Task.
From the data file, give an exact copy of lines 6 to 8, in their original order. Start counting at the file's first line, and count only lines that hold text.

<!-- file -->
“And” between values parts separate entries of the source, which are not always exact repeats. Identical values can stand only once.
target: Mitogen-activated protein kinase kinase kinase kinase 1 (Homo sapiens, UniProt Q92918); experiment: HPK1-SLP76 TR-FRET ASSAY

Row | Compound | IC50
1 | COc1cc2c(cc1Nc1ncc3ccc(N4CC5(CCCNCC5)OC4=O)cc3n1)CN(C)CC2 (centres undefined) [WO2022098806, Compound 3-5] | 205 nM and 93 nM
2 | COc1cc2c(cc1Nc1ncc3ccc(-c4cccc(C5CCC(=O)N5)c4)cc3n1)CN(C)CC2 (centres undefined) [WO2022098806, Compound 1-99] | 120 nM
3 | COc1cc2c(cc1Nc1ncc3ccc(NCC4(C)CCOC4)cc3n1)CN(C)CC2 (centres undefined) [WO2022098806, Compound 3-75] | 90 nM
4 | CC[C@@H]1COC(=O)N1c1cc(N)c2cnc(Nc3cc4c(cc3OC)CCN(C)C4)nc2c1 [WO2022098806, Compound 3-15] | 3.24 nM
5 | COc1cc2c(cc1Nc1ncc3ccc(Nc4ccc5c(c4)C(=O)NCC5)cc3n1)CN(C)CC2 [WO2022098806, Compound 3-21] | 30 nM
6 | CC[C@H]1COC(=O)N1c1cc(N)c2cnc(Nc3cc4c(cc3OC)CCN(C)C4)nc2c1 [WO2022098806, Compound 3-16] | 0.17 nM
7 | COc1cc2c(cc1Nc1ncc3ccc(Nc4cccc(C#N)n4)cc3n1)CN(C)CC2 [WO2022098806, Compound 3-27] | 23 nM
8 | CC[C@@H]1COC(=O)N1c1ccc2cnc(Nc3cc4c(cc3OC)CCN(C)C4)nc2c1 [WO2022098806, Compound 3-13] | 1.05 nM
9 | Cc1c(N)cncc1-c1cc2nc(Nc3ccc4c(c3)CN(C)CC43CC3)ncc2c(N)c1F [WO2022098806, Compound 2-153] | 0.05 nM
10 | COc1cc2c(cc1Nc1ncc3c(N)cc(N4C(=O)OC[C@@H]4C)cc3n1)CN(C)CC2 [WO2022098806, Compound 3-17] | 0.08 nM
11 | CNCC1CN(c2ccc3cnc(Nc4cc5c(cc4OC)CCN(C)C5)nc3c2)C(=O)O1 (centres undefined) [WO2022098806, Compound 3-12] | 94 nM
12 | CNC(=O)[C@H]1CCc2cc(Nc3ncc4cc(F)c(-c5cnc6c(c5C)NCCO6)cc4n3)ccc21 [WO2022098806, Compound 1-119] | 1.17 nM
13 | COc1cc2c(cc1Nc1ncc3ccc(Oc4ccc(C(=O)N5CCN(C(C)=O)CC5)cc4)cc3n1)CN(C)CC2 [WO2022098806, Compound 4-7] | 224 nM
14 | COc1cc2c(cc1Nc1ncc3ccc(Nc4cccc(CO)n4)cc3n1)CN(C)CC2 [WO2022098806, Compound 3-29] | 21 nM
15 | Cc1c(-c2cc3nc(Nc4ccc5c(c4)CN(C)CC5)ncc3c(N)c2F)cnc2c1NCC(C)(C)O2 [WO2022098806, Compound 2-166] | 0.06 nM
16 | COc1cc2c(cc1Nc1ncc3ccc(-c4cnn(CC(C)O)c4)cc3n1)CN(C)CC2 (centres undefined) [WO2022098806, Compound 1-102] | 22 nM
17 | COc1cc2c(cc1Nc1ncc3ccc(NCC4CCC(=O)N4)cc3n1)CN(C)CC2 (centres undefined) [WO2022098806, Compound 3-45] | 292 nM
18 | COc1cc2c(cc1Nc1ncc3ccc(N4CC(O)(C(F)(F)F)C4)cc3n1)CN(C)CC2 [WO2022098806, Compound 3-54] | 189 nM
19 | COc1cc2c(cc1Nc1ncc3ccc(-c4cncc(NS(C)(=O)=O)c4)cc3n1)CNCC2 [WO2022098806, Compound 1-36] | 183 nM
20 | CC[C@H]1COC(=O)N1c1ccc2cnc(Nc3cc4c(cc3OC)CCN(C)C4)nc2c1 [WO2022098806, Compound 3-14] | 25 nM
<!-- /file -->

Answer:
3 | COc1cc2c(cc1Nc1ncc3ccc(NCC4(C)CCOC4)cc3n1)CN(C)CC2 (centres undefined) [WO2022098806, Compound 3-75] | 90 nM
4 | CC[C@@H]1COC(=O)N1c1cc(N)c2cnc(Nc3cc4c(cc3OC)CCN(C)C4)nc2c1 [WO2022098806, Compound 3-15] | 3.24 nM
5 | COc1cc2c(cc1Nc1ncc3ccc(Nc4ccc5c(c4)C(=O)NCC5)cc3n1)CN(C)CC2 [WO2022098806, Compound 3-21] | 30 nM